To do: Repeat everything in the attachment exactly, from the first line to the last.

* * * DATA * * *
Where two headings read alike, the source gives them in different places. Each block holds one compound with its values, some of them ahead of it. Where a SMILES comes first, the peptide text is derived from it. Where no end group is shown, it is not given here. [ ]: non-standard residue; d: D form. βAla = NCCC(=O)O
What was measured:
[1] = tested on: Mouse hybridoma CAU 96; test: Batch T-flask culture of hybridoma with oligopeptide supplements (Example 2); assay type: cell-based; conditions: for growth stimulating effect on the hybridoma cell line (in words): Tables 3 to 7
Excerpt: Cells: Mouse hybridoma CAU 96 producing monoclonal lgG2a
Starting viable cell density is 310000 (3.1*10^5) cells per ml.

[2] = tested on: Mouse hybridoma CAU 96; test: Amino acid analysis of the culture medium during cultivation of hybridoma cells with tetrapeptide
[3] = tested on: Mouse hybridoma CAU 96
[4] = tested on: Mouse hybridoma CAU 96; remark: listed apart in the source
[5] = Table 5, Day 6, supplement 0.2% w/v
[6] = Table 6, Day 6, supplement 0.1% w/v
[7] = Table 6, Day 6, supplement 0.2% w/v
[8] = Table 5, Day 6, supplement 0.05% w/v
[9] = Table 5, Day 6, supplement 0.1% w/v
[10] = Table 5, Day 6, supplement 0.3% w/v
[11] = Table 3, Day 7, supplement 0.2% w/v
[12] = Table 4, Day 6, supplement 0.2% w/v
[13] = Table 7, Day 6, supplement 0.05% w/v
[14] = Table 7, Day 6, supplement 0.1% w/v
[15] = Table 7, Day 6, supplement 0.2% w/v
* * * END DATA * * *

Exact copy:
Where two headings read alike, the source gives them in different places. Each block holds one compound with its values, some of them ahead of it. Where a SMILES comes first, the peptide text is derived from it. Where no end group is shown, it is not given here. [ ]: non-standard residue; d: D form. βAla = NCCC(=O)O
What was measured:
[1] = tested on: Mouse hybridoma CAU 96; test: Batch T-flask culture of hybridoma with oligopeptide supplements (Example 2); assay type: cell-based; conditions: for growth stimulating effect on the hybridoma cell line (in words): Tables 3 to 7
Excerpt: Cells: Mouse hybridoma CAU 96 producing monoclonal lgG2a
Starting viable cell density is 310000 (3.1*10^5) cells per ml.

[2] = tested on: Mouse hybridoma CAU 96; test: Amino acid analysis of the culture medium during cultivation of hybridoma cells with tetrapeptide
[3] = tested on: Mouse hybridoma CAU 96
[4] = tested on: Mouse hybridoma CAU 96; remark: listed apart in the source
[5] = Table 5, Day 6, supplement 0.2% w/v
[6] = Table 6, Day 6, supplement 0.1% w/v
[7] = Table 6, Day 6, supplement 0.2% w/v
[8] = Table 5, Day 6, supplement 0.05% w/v
[9] = Table 5, Day 6, supplement 0.1% w/v
[10] = Table 5, Day 6, supplement 0.3% w/v
[11] = Table 3, Day 7, supplement 0.2% w/v
[12] = Table 4, Day 6, supplement 0.2% w/v
[13] = Table 7, Day 6, supplement 0.05% w/v
[14] = Table 7, Day 6, supplement 0.1% w/v
[15] = Table 7, Day 6, supplement 0.2% w/v